Maia is one 1.5 years old and more toddler than baby. She's heavy enough that I'm going to have to stop carrying her in an Ergo on our mall trips soon, and gets plenty of exercise running all over the house all day long. As part of her impending toddlership, she gets frustrated much more easily over simple things (coming inside because outside is amazing, not having all 3 of her stuffed animals during naptime, not being allowed to eat Mom's sushi, etc). She can do the signs for "more" and "done", and her default way of asking you to do more of anything is to make the sign while repeating "mo mo mo" over and over until you cave.

Maia enjoys reading and scribbling, although she is less independent than before -- she'd rather watch you read and draw things than do it herself, and prefers to be in the same room if you sneak down the hall for a pint. Her stable of animal noises is rounding out nicely (she can "howl like a wolf" on command now) and she has gotten very good at identifying things in books then finding the real-life version in our house.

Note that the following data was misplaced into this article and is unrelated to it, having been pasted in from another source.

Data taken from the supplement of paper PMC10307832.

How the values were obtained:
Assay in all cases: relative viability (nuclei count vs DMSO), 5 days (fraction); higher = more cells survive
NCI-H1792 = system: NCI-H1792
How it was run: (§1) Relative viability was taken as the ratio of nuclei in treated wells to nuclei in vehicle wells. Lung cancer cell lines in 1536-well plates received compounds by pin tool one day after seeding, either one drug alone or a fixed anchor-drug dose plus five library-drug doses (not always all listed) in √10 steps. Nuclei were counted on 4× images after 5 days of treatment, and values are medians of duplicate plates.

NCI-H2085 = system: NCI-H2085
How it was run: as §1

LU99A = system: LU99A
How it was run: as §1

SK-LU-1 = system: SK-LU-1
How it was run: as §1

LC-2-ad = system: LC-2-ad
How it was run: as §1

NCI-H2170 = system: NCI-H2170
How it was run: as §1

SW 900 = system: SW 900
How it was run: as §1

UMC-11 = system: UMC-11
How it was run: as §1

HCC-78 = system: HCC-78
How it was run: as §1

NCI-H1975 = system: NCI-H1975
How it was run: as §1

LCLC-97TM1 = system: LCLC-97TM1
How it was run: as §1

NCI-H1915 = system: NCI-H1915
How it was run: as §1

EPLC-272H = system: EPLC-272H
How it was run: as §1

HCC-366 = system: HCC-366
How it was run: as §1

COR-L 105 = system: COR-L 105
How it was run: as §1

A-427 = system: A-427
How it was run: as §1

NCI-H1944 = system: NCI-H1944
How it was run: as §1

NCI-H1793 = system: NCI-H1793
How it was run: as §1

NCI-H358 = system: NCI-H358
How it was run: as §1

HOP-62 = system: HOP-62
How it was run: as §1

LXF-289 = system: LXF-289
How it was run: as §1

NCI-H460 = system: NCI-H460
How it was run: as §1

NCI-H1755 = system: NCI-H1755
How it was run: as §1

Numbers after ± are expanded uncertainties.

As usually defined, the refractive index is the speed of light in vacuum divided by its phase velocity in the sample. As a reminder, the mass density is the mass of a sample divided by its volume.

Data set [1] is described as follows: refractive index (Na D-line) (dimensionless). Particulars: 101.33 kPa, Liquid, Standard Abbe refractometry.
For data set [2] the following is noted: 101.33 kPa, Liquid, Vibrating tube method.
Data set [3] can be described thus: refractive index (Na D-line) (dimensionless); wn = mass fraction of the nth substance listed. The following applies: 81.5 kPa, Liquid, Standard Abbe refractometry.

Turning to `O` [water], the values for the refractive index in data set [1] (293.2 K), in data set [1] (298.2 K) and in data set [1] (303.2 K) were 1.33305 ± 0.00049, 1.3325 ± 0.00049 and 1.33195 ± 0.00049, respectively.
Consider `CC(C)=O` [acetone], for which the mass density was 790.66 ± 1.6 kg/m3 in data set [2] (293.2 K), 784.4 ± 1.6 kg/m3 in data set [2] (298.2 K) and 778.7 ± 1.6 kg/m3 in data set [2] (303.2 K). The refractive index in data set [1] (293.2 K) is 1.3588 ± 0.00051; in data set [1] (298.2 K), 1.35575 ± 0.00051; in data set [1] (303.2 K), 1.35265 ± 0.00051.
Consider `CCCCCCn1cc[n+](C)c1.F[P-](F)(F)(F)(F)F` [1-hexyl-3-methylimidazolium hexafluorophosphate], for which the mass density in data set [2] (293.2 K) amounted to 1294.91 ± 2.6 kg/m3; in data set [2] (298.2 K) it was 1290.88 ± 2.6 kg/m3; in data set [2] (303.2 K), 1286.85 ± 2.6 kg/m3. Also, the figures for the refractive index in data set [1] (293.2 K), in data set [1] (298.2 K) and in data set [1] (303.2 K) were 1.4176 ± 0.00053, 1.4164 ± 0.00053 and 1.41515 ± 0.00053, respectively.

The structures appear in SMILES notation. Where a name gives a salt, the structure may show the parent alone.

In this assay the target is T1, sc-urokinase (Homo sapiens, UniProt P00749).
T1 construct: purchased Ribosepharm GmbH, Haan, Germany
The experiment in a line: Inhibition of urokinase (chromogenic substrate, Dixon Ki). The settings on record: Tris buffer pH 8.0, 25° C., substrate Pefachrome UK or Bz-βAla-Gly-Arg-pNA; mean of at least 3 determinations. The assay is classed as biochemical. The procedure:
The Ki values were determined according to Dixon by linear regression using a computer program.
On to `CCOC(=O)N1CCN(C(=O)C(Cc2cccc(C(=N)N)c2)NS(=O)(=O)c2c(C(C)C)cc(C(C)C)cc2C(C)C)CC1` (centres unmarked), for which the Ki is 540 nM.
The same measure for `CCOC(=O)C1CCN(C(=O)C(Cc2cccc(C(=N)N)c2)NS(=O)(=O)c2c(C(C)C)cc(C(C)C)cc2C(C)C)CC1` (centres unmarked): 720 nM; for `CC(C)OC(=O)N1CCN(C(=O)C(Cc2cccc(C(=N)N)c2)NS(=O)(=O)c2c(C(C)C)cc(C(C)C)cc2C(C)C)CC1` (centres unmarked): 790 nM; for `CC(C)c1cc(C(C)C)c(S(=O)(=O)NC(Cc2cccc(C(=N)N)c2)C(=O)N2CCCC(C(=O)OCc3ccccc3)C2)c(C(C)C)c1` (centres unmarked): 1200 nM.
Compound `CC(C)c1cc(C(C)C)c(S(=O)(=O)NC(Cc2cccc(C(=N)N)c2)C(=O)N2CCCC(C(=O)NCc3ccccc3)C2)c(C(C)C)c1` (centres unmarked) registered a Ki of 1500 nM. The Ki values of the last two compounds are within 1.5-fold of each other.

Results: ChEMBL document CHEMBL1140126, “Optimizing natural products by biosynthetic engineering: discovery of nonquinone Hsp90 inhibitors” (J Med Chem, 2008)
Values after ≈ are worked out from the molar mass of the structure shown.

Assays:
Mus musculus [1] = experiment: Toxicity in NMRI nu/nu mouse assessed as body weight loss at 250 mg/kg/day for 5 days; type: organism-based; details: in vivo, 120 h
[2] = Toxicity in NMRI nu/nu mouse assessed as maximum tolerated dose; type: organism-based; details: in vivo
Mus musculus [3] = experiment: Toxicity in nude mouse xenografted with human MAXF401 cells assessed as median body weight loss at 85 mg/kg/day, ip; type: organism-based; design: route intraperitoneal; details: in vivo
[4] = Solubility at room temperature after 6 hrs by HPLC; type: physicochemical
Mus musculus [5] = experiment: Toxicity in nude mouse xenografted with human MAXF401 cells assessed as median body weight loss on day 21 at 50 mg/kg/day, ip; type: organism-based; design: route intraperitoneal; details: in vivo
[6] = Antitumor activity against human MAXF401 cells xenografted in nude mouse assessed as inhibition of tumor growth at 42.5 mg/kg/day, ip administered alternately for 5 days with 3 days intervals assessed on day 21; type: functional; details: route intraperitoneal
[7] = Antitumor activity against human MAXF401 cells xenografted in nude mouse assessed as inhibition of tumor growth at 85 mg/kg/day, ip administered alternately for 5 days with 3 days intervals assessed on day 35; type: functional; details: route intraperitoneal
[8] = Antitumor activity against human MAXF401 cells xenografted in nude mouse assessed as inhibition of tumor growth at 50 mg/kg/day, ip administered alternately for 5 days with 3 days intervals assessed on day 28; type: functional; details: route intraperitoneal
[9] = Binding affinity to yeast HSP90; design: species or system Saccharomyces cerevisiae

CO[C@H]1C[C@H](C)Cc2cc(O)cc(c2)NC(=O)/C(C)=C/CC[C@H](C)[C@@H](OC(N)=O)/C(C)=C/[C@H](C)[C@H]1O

We have a good rhythm of life going on right now, especially since I'm no longer waking up at midnight to do code stuff. Rebecca watches Maia in the morning while I write amazing prose. They go to the library for Storytime or Ridgetop Coffee for indoor playground time, meeting up with Maia's many library friends. After lunch, Maia naps for up to 2 hours while Rebecca and I relax, exercise, or catch up on life. I go on duty around 4 PM, doing things like mall visits, lake walks, and grocery runs until Rebecca gets home from work after 8 PM. Rebecca's parents visit weekly on Tuesdays, while I get over to my parent's house in Alexandria a couple times a month when Maia wakes up in time to miss rush hour.

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Wednesday, January 09, 2019

Memory Day: 1992 - 1993

In the 1992 - 1993 school year, I was a 13-year-old 9th grader in my last year at Hammond Junior High. After years of lagging behind my social peers, I finally held some illusive level of popularity and kids that would follow my lead, especially in band. I was not a kid that I would want to hang out with today, and definitely treated some people nastily until confronted with my own meanness as the year went on. I like to think I greatly improved after that turning point!